“We have two containers of bikes on the water right now and four or five due to leave soon,” said Marin’s National Sales Manager, Thad Fabish, in an interview before the resolution. “It’s not a huge amount but the problem is that these are key bikes; these are the bikes we’re trying to get to our Midwest and Northeast dealers for when they come out of snow season.”
So a company named Marin can't get its own bikes into California?
Now that's ironic.
(Of course my own books are printed overseas and were once delayed because of a storm, so I shouldn't laugh, but I am anyway because I'm a hypocrite.)
However, where legitimate retailers see a problem, I see an opportunity:
A single shipping container can hold about 300 boxed bikes, so Fabish is looking at roughly 2,000 bikes that ideally need to get to dealers sometime in the next month or so. But that won’t happen, because the backlog is going to take, by most estimates, at least eight weeks to unwind. At the Ports of Los Angeles and Long Beach on Monday, the two busiest ports on the West Coast, 27 container ships were anchored in the harbor; in normal conditions, there are only a couple waiting for unloading berths.
27 container ships full of bikes!?! I need 40 or 50 brave souls (and no triathletes, please) who are willing to board water bikes and raid this ship for its crabon booty:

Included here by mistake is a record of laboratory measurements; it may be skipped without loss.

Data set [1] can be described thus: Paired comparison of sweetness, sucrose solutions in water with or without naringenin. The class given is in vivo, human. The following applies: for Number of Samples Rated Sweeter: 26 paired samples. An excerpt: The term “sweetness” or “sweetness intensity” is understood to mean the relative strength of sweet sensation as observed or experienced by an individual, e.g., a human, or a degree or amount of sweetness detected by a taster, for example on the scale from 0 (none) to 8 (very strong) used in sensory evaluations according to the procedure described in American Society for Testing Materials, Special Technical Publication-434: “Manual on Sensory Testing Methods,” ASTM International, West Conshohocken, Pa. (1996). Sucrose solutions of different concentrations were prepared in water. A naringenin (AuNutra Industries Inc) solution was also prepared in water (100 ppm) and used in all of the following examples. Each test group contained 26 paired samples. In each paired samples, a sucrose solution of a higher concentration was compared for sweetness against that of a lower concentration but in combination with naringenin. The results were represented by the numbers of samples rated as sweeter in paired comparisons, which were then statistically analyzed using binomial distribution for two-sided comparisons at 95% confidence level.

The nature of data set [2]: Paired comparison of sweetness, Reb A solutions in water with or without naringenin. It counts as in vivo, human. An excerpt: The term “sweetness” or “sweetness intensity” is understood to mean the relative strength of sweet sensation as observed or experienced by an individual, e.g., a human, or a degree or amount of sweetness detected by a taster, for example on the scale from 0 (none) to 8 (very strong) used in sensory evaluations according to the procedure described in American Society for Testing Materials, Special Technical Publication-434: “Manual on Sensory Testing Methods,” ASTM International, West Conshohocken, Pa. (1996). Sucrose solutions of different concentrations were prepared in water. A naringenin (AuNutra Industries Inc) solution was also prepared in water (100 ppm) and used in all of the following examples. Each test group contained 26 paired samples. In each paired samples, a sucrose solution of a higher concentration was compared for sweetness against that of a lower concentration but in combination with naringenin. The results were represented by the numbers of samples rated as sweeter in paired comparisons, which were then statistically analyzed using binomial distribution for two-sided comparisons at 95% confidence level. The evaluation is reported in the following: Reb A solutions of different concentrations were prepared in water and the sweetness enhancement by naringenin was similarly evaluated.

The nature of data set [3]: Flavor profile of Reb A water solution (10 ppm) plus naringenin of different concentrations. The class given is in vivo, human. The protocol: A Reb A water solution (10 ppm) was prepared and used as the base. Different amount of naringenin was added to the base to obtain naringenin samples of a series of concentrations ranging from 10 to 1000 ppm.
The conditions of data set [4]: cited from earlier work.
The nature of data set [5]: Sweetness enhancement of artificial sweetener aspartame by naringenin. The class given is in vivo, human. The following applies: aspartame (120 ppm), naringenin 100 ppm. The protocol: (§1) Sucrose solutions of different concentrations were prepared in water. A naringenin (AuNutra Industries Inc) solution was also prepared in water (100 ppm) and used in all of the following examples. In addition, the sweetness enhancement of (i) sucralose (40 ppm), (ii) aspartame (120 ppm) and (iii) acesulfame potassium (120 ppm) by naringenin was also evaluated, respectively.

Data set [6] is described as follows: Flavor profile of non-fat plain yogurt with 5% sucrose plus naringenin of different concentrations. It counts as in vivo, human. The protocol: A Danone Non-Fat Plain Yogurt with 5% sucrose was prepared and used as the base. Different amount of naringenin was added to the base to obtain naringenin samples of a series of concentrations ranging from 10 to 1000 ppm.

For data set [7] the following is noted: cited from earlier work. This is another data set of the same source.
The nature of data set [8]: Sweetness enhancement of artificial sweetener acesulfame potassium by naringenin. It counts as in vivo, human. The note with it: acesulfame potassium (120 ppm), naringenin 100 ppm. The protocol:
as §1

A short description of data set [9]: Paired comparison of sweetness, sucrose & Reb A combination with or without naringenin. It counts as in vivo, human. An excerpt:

They will sing songs of our adventures, and one day there will even be a Hollywood feature film about us called "Pirate Freds of the High Seas."
Just think of the merchandising. Can you say "crabon cutlass!?!"
("Yes. Yes I can say 'crabon cutlass.'")
And speaking of Fred bikes, CyclingNews/BikeRadar technical editor and crabon apologist James Huang is fed up with all these bicycle component "standards:"
It's strangely edifying to see him hoisted by his own petard and calling for practicality over marketing BS:
What would be nice is some sort of industry consolidation where companies can put aside some of its pettiness and instead strive to make lives easier for the rest of us. Winning test numbers from a fancy frame stiffness jig are nice and all but there’s also a tipping point for when some sort of technical ‘innovation’ isn’t worth whatever other sacrifice has to be made to get it.
There’s no test for practicality but that doesn’t mean it doesn’t also have value.
There actually is a basic test for practicality, and here's how it works: